Single stranded DNA machine walks around, picks up and drops off individual molecules

‘It walks, picks up cargo molecules and sorts them to their specific destinations, autonomously,’ explains bioengineer Anupama Thubagere, describing the DNA robot she and a team led by Lulu Qian at California Institute of Technology, US, have developed. Inspired by the collective behaviour of social insects such as ants, the robot’s design is simple – yet it is the first DNA machine to independently perform multiple tasks.

Conceptual illustration of two DNA robots collectively performing a cargo-sorting task on a DNA origami surface

Source: © Demin Liu

Two DNA robots collectively perform a cargo-sorting task on a DNA origami surface, transporting fluorescent molecules with different colors from initially unordered locations to separated destinations. 

So far, the repertoire of DNA robots has been limited to walking along a prepared path or picking up a molecule when prompted by a chemical signal. And even these easy tasks often involve complex setups with many bespoke DNA strands. Qian’s team, on the other hand, keep things simple. The robot itself is just one continuous string of single-stranded DNA, 53 nucleotides long, composed of different sections: two ‘foot’ domains are joined by a leg strand, with a further arm strand that ends in a ‘hand’ domain. The robot can move and sort randomly scattered molecules into neat piles without requiring any external signals or energy input because all of its movement, as well as the cargo pick-up and release, is controlled by strand displacement reactions.

Its testing arena is covered in an array of single-stranded DNA ‘pegs’, composed of complementary foot and leg sections, that stick up from the surface like fibres in a fluffy carpet. With its leg and one foot bound to a peg, the robot’s other foot is always free to jiggle around until it finds a toehold in the foot section of a neighbouring peg. This weakens the first foot–leg–peg interaction, and the robot migrates to the new peg. Moving randomly, the robot eventually explores the entire surface.

DNA walker diagram showing pickup and drop-off cargo

Source: Science/AAAS

The ‘robot’ has two feet joined by a leg to migrate between the foot-and-leg peg strands that make up the floor of the testing area. The robot’s hand and arm sections are complementary to the hand and arm strands on the cargo, enabling the robot to pick up the cargo. The cargo and goal strand are fully complementary, resulting in a complete double-strand complex that ends the cargo’s journey.

Cargo molecules are also scattered around on the surface, each with a complementary arm and hand DNA strand. If the cargo is on an adjacent peg to the robot, it first finds a handhold in the robot’s hand section and the rest of the cargo strand then migrates over to the robot. But the cargo also has a ‘cargo’ segment that remains free while it is bound to the robot. If the robot brings the cargo near to a matching ‘goal’ strand in the drop-off area, the cargo and goal strands are entirely complementary and so form a complete double-stranded DNA complex, ending its journey.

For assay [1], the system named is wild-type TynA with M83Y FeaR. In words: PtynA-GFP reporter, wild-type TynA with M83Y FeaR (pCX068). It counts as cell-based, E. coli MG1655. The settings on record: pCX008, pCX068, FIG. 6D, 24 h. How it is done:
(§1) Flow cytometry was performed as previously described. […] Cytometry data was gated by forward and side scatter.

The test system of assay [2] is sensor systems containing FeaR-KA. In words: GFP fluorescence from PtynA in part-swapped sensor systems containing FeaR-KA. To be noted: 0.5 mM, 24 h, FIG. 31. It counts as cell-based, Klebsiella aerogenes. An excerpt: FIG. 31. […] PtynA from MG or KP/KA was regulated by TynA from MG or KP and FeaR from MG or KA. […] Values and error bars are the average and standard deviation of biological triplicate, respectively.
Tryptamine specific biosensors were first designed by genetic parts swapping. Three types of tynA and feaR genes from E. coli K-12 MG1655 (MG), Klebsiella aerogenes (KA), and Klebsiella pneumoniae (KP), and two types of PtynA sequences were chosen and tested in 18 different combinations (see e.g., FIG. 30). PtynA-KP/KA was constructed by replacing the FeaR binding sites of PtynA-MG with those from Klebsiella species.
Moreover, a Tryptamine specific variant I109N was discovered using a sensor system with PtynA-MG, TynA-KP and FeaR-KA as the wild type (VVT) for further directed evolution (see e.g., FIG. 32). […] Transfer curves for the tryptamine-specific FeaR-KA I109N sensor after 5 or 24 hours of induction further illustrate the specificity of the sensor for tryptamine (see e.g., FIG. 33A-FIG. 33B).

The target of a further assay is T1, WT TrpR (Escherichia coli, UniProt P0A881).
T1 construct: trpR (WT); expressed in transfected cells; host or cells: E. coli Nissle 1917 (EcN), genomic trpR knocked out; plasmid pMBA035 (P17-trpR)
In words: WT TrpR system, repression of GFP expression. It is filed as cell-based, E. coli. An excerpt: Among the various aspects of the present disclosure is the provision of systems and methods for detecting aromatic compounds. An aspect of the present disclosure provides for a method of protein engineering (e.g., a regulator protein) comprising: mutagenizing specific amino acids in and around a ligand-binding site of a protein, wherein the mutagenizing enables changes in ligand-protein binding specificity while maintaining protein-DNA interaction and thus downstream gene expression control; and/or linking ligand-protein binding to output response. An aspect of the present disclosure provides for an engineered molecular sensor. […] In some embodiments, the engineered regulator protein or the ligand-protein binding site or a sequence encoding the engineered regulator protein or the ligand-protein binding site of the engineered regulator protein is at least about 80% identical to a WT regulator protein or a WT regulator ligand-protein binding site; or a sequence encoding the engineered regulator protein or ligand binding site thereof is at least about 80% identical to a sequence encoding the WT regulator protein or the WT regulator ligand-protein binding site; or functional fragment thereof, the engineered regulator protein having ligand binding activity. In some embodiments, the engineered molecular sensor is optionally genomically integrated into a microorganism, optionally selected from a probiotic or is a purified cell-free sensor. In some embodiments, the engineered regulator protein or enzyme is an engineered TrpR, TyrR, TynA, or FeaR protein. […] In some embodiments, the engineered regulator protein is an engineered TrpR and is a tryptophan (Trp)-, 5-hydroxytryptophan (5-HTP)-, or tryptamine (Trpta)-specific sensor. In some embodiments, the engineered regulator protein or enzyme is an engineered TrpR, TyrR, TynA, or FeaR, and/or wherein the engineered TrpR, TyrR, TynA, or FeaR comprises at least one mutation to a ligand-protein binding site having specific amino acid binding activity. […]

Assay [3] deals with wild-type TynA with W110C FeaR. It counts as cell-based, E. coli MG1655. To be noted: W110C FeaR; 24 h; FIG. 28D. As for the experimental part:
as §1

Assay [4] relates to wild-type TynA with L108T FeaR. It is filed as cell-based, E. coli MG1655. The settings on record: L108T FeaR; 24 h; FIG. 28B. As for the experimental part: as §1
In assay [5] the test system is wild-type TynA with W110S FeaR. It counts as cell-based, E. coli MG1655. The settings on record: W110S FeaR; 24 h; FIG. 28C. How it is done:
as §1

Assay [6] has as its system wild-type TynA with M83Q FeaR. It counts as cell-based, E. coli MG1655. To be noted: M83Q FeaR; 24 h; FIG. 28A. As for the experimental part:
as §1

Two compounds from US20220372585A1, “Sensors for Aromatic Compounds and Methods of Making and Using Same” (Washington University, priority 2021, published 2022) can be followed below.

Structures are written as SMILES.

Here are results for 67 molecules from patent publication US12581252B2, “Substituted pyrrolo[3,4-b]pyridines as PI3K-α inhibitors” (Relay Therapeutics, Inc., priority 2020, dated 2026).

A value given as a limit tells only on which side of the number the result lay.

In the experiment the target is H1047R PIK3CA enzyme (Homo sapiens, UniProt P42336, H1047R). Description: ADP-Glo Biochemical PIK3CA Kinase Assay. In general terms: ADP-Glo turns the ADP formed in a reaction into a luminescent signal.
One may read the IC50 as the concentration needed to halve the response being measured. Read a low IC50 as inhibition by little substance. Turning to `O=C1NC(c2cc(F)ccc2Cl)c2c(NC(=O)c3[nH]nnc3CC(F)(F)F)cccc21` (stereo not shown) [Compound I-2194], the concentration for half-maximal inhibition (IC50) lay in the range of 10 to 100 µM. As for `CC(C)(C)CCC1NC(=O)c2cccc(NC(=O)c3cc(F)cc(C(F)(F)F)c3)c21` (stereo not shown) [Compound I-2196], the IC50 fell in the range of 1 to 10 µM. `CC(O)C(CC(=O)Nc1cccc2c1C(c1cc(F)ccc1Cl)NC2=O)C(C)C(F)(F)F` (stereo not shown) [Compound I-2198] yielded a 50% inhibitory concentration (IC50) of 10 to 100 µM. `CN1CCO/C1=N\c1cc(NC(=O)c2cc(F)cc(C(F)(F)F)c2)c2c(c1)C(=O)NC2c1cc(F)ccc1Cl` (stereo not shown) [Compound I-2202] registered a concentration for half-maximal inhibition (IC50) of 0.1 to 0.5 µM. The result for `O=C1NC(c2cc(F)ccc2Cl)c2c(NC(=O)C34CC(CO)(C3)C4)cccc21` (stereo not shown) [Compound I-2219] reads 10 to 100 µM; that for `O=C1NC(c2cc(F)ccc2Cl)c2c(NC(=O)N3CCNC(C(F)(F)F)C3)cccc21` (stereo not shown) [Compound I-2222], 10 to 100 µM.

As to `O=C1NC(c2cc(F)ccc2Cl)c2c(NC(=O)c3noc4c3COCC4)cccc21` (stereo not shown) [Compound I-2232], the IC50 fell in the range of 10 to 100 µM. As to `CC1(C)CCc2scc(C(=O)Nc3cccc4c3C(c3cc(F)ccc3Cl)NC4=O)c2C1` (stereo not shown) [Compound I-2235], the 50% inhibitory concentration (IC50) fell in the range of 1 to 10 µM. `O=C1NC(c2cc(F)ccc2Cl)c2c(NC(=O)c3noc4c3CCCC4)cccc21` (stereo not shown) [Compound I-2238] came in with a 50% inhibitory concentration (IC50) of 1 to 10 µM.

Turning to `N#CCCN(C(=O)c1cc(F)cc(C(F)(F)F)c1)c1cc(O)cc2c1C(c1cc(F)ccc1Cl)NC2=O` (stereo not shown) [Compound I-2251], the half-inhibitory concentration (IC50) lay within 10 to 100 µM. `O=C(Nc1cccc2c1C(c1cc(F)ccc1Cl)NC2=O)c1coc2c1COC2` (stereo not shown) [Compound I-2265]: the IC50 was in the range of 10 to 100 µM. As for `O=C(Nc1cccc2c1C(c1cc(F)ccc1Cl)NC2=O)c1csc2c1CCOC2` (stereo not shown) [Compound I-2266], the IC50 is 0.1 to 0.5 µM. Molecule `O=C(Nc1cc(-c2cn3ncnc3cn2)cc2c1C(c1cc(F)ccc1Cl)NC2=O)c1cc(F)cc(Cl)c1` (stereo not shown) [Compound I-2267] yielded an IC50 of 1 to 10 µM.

‘If we were to design a macroscopic robot to sort cargo, we’d probably build a memory into the robot so it can tell the difference between different cargo types,’ says Qian. Her DNA machine, however, doesn’t recognise different cargoes. Instead, the information about what molecule needs to go where is encoded in the cargo molecule and its destination – the robot only needs to transport the molecules. ‘[We] take advantage of what a collection of molecules can do, where the smarts are distributed into different molecules,’ Qian explains.

‘It’s a beautiful system,’ says DNA nanotechnology researcher Kurt Gothelf from Aarhus University, Denmark. ‘What astounds me is the simplicity with which this advanced behaviour can be obtained. It’s really a big step forward for artificial molecular robots.’

Within ten hours and taking around 300 steps, a single robot could sort six molecules of two different fluorescent dyes; five robots complete the same task in less than an hour. Qian already has ideas on how to make the robots more efficient: ‘We are interested in designing a pheromone‐like signal that the robot can leave behind and mark where they have been, so they can be programmed to find the direct path between two locations, similar to how ants find direct paths between nest and food.’

‘If we truly master the ways for engineering molecular machines, we would be able … to send them to places that are perhaps too small for humans to go to, for example, inside a blood stream,’ Qian predicts.